I could try to take little short cuts, thinking I might have a better idea of how to get there, or I might take scenic detours and get slowed down in both cases, knowing that I’ll have to apologize for being late. I might also not pay attention to where I’m walking and trip and fall, but still be on the right path.
I could decide to go down a road that I know will not get me to my friend’s house based on his map, or even decide I don’t want to go to his house at all. Hopefully, I will turn around, my friend will come looking for me, and I’ll get back on the right road.
Not a perfect analogy, but it’s useful. Of course, the first option is avoiding sin altogether, the second is venial sin, the third is mortal sin.
God has given us the map to Himself through the Church. Will He be where we are heading, or not? At the end of our life, we will get what we have made the point of our life: God, or not God. A mortal sin is turning down a path that, according to God, can’t lead to Him, and therefore makes something else the final purpose of your life.
Sorry, not doing your homework assignment for you!
As a matter of fact, your question sounds like a real teching assignment, why not give it as such, then analyze the responses as a class? Unless that’s frowned upon by those who couldn’t handle the classroom and became administrators…
I teach freshmen, albeit in a public school, and earth science, the most I can ever come up with is along the lines of "don’t do anything yow will be ashamed of (or be paying for) for the rest of your life - probably not all that helpful, but it seems to have some calming effect…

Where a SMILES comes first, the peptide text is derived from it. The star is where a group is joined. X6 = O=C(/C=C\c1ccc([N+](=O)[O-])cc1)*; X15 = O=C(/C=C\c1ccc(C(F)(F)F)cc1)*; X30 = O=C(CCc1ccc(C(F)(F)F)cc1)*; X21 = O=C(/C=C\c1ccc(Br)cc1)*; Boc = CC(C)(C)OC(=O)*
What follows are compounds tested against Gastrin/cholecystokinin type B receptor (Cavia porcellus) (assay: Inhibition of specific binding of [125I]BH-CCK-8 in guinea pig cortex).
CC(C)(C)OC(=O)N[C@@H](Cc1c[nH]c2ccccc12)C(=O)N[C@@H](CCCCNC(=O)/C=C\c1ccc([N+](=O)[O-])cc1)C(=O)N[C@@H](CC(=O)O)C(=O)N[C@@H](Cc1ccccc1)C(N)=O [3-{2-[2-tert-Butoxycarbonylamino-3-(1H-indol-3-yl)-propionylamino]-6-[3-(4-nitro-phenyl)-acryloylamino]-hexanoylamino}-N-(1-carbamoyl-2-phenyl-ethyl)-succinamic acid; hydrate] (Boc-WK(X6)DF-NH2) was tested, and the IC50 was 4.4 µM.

I gave my kids and grand kids “the talk” and direct answers on this subject. I wanted them to see and understand exactly the consequences to sin and in particular mortal sin. I told them Hell exists, and it is forever[FONT="]. As Jesus said few go to heaven an[FONT="]d most go to hell [/FONT]because of mortal sin on their soul at death
[/FONT] [FONT=Symbol]· Mt 7: 13“Enter by the narrow gate; for the gate is wide and the way is easy,a] that leads to destruction, and those who enter by it are many. 14 For the gate is narrow and the way is hard, that leads to life, and those who find it are few.
I told them actions have always had consequences…right from the beginning
When God gave A & E the command not to do something, He didn’t just leave it at that. He also gave the consequences if they disobeyed,
Gen 3:**3 *but God said, ‘You shall not eat of the fruit of the tree which is in the midst of the garden, neither shall you touch it, lest you die.’**”*
Consequences tell us the gravity of the offense if one disobeys the command.
Re: mortal sin,** I told them look at the consequences to various sins to see if they qualify as mortal sins. As in if one will go to hell if they die in that sin it’s a mortal sin
For space I had to reduce the passages but the links give the whole description
internal links (greek terms) are operational. I gave the greek to show the actual sin if the English translation was vague.
*][/FONT] fornication, covetousness……5 Be sure of this, that no fornicator or impure man, or one who is covetous (that is, an idolater), has any inheritance in the kingdom of Christ and of God.
*][/FONT] missing Eucharist deliberately on Sunday, no sacrifice for sin for THEM but a fiery judgement that consumes the adversaries of God.
*][/FONT] immoraliy,(πόρνος ) is selling your inheritance
*]Galatians 5: 19 - 21 sexual immorality, impurity and debauchery; 20idolatry and witchcraft; hatred, discord, jealousy, fits of rage, selfish ambition, dissensions (διχοστασίαι ), factions 21and envy; drunkenness, orgies, will not inherit heaven
*]Romans 16:17… dividers ( [/FONT] )don’t serve our Lord but themselves. Stay away from them. Satan will soon be crushed under your feet
*]Colossians 3: 5-6 immorality, impurity, lust, evil desires and greed, which is idolatry, …rath of God is coming